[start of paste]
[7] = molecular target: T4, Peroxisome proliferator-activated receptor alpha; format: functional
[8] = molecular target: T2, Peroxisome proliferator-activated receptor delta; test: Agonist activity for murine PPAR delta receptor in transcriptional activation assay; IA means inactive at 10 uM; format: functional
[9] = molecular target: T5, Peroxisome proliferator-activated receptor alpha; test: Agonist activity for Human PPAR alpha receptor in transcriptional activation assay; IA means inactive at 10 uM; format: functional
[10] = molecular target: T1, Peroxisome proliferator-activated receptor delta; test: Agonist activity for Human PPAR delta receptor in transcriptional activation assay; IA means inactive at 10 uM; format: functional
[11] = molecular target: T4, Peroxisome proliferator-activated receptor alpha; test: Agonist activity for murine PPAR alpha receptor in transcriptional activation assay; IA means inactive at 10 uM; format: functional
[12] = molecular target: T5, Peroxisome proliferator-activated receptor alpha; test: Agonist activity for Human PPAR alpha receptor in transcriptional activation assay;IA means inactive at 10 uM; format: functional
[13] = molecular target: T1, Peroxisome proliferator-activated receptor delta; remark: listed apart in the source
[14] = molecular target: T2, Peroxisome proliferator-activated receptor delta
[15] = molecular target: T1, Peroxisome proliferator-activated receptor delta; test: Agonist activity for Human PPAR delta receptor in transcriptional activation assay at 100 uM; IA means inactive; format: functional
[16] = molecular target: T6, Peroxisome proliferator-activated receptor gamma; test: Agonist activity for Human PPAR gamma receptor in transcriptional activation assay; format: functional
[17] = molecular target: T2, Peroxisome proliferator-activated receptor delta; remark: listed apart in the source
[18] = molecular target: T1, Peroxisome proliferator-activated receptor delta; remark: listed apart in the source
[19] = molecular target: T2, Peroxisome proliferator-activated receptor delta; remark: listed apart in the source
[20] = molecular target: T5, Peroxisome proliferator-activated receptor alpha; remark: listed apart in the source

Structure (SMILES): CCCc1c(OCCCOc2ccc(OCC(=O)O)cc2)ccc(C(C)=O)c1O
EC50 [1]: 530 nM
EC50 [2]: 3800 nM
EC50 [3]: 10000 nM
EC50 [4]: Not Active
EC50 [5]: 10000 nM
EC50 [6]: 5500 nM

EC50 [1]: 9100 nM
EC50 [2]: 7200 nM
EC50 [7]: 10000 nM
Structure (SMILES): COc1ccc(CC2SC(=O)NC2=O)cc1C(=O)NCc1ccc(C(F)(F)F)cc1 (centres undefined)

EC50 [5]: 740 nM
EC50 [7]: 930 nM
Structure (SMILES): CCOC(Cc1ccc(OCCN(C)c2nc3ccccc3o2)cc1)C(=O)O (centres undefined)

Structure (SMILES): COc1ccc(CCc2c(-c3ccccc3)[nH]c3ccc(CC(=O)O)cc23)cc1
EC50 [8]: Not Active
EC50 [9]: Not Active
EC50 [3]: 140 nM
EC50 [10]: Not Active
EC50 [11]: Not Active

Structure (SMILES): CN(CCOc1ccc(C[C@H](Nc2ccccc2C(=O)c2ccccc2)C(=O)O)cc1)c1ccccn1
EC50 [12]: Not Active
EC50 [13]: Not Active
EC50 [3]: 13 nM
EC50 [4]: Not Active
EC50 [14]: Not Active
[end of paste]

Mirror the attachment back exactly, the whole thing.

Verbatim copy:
[7] = molecular target: T4, Peroxisome proliferator-activated receptor alpha; format: functional
[8] = molecular target: T2, Peroxisome proliferator-activated receptor delta; test: Agonist activity for murine PPAR delta receptor in transcriptional activation assay; IA means inactive at 10 uM; format: functional
[9] = molecular target: T5, Peroxisome proliferator-activated receptor alpha; test: Agonist activity for Human PPAR alpha receptor in transcriptional activation assay; IA means inactive at 10 uM; format: functional
[10] = molecular target: T1, Peroxisome proliferator-activated receptor delta; test: Agonist activity for Human PPAR delta receptor in transcriptional activation assay; IA means inactive at 10 uM; format: functional
[11] = molecular target: T4, Peroxisome proliferator-activated receptor alpha; test: Agonist activity for murine PPAR alpha receptor in transcriptional activation assay; IA means inactive at 10 uM; format: functional
[12] = molecular target: T5, Peroxisome proliferator-activated receptor alpha; test: Agonist activity for Human PPAR alpha receptor in transcriptional activation assay;IA means inactive at 10 uM; format: functional
[13] = molecular target: T1, Peroxisome proliferator-activated receptor delta; remark: listed apart in the source
[14] = molecular target: T2, Peroxisome proliferator-activated receptor delta
[15] = molecular target: T1, Peroxisome proliferator-activated receptor delta; test: Agonist activity for Human PPAR delta receptor in transcriptional activation assay at 100 uM; IA means inactive; format: functional
[16] = molecular target: T6, Peroxisome proliferator-activated receptor gamma; test: Agonist activity for Human PPAR gamma receptor in transcriptional activation assay; format: functional
[17] = molecular target: T2, Peroxisome proliferator-activated receptor delta; remark: listed apart in the source
[18] = molecular target: T1, Peroxisome proliferator-activated receptor delta; remark: listed apart in the source
[19] = molecular target: T2, Peroxisome proliferator-activated receptor delta; remark: listed apart in the source
[20] = molecular target: T5, Peroxisome proliferator-activated receptor alpha; remark: listed apart in the source

Structure (SMILES): CCCc1c(OCCCOc2ccc(OCC(=O)O)cc2)ccc(C(C)=O)c1O
EC50 [1]: 530 nM
EC50 [2]: 3800 nM
EC50 [3]: 10000 nM
EC50 [4]: Not Active
EC50 [5]: 10000 nM
EC50 [6]: 5500 nM

EC50 [1]: 9100 nM
EC50 [2]: 7200 nM
EC50 [7]: 10000 nM
Structure (SMILES): COc1ccc(CC2SC(=O)NC2=O)cc1C(=O)NCc1ccc(C(F)(F)F)cc1 (centres undefined)

EC50 [5]: 740 nM
EC50 [7]: 930 nM
Structure (SMILES): CCOC(Cc1ccc(OCCN(C)c2nc3ccccc3o2)cc1)C(=O)O (centres undefined)

Structure (SMILES): COc1ccc(CCc2c(-c3ccccc3)[nH]c3ccc(CC(=O)O)cc23)cc1
EC50 [8]: Not Active
EC50 [9]: Not Active
EC50 [3]: 140 nM
EC50 [10]: Not Active
EC50 [11]: Not Active

Structure (SMILES): CN(CCOc1ccc(C[C@H](Nc2ccccc2C(=O)c2ccccc2)C(=O)O)cc1)c1ccccn1
EC50 [12]: Not Active
EC50 [13]: Not Active
EC50 [3]: 13 nM
EC50 [4]: Not Active
EC50 [14]: Not Active